So did I, Tony and I must admit I slightly resented the tone of some of your previous comments which seemd to imply that I was some kind of unthinking, David Cameron Automaton, ready-programmed to squeak "Vote Conservative" when the right button was pressed and never, ever to say anything controversial! Nothing could be further from the truth. The fact is that David Cameron's brand of Conservatism is something that I have been waiting for for a very long time - really since our crushing defeat in 1997. And of course I want the next Conservative Government to address people's concerns. It is a difficult balancing act. In order to be able to carry out the wishes of the people we first have to be elected by the people. In order to do that we have to be seen to be united.

I am sorry you took issue with my tone Sally. Reading back I can see why you thought that, but it was not what I was implying.

We clearly want the same thing - a Conservative government. But I disagree there is a balancing act to be achieved. The point I have made repeatedly but you have not addressed, is that people do not want a 'centre ground' Conservative party, doffing its cap and avoiding saying things on major issues.

In order to be start repairing the damage inflicted by Labour on this country, we need a truly conservative legislative agenda. Centre ground meaningless will achieve nothing and by clinging to that 'try not to say anything anyone can object to' mentality we are actually losing out on support we would get to win an election.

It is wrong to ask members of a party to be united around something as fundamental as this when the party is misjudging the public mood and taking the wrong line.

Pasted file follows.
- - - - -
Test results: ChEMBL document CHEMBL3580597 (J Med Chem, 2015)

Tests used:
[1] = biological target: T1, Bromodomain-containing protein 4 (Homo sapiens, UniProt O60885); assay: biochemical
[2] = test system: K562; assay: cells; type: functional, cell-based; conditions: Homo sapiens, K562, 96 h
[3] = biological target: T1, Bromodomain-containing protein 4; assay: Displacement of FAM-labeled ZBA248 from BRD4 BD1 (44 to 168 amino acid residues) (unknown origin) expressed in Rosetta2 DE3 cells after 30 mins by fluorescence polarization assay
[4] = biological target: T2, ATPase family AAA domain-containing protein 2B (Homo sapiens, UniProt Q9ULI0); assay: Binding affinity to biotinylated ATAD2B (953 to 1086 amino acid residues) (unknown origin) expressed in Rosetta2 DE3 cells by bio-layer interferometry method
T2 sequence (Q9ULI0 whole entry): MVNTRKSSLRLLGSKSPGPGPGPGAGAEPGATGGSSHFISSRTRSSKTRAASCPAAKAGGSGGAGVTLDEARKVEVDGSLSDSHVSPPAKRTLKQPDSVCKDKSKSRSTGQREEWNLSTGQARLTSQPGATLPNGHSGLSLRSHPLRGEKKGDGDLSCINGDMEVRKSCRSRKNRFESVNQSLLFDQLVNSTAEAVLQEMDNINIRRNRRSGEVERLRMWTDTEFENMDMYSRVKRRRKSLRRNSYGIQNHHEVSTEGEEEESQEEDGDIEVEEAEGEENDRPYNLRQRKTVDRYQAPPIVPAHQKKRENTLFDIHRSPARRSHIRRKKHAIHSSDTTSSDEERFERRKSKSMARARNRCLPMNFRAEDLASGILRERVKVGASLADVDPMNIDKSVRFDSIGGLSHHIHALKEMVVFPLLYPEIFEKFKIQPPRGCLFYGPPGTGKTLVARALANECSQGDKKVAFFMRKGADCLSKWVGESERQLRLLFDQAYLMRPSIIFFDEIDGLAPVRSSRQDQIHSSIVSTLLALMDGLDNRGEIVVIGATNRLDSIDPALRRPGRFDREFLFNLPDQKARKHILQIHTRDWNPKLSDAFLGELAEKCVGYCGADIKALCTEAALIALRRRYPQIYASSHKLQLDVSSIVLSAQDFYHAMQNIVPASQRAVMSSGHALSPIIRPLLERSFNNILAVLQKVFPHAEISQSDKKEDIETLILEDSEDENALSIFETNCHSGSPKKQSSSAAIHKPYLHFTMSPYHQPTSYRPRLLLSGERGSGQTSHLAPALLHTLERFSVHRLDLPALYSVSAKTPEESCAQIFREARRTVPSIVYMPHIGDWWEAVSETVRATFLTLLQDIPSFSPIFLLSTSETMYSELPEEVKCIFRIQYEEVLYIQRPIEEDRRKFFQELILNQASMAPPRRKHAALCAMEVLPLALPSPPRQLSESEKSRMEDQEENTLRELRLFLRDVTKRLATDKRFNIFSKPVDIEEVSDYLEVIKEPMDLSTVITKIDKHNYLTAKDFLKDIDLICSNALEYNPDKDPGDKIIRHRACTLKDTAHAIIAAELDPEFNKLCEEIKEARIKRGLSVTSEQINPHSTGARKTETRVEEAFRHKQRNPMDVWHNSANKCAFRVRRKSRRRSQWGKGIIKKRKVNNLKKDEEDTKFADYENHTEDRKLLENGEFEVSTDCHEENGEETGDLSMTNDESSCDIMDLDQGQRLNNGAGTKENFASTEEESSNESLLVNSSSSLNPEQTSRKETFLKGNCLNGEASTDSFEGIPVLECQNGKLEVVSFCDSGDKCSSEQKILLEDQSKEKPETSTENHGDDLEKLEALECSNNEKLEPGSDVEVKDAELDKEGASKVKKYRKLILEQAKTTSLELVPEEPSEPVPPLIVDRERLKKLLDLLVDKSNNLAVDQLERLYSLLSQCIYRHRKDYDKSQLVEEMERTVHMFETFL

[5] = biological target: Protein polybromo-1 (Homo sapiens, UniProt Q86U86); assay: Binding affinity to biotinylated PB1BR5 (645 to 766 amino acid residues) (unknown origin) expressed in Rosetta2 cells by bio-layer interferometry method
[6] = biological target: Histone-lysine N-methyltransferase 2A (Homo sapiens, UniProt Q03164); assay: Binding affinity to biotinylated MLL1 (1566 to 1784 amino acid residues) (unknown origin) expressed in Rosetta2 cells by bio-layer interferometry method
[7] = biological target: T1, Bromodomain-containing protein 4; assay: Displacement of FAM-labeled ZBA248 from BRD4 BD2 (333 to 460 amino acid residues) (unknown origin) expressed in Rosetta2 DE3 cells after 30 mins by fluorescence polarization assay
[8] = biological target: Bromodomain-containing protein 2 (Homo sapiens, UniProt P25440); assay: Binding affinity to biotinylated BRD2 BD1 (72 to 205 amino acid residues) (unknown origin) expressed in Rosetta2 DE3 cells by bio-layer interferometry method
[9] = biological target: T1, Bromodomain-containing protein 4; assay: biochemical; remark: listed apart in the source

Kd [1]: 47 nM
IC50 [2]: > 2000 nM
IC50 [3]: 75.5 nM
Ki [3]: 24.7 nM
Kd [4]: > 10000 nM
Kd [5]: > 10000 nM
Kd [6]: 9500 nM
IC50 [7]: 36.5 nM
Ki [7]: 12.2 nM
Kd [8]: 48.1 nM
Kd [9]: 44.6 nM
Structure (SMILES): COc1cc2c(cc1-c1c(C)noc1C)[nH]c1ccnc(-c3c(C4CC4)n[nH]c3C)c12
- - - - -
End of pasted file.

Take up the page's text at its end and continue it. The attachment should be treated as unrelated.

We are clearly going to go around in circles on this because our views are entrenched. So I am going to call it a day on this thread. But in closing I will say I am confident that history and more detailed polls will bear out what I am saying to be correct. The leadership needs to take corrective action now.

"We are clearly going to go around in circles on this because our views are entrenched. So I am going to call it a day on this thread."

Fair enough, Tony! Although we agree on the essential point of achieving Conservative Government I can see we are approaching the same large roundabout from two different intersections. I believe we will end up in the same place and I look forward to reading your thoughts when our respective Sat Navs have told us "You Have Reached Your Destination"!

The IMF did predict global catastrophe 3-4 years ago.... really? Where and when?
Canada's banks have always been heavily regulated. Lucky Canada.

Daniel Finkelstein has written a response to the article on The Times' Comment Central.

Thank you for the link, Dave B. Just read it.

"These people changed, and the Tories didn't. The Tories needed to change if they were to win these people back. The Tories did start to change, and they have won some of those people back. This is a major reason why they will win the next General Election."

Precisely what I'd been saying all along - thank you Daniel Finkelstein!

Sally,

Fashions change and the stories the press pick up change from day to day but, underneath, people don't really change much.

What has changed is that Mr Cameron has gone after the soggy left leaning LibDem schoolteacher and social worker votes. He has calculated that the traditional Tory voters have nowhere else to go so will have to stay with him. You may argue that, on the basis of the 10% plus lead in the polls, thus far his strategy has been proved correct but this neglects two important facts.

Firstly, given that, after 12 years of Brown’s stewardship, our economy is in free fall so one might reasonably have expected the Tory lead to be much higher.

Secondly, and allied to my previous point, DC has lost the traditional Tory Working Class vote. The working classes are the first to suffer from the effects of mass immigration, a soft criminal justice system and a dysfunctional state education service; also they don’t go along with the new Labour/Tory social agenda of “gay” marriages and the feminisation of everything.

The Working Classes have not (yet) defected en mass to the BNP, nor to UKIP (we will have to try harder); sadly they have just largely given up voting. Maggie would never have contemplated ditching such an important group of her supporters, nor would Churchill or Disraeli.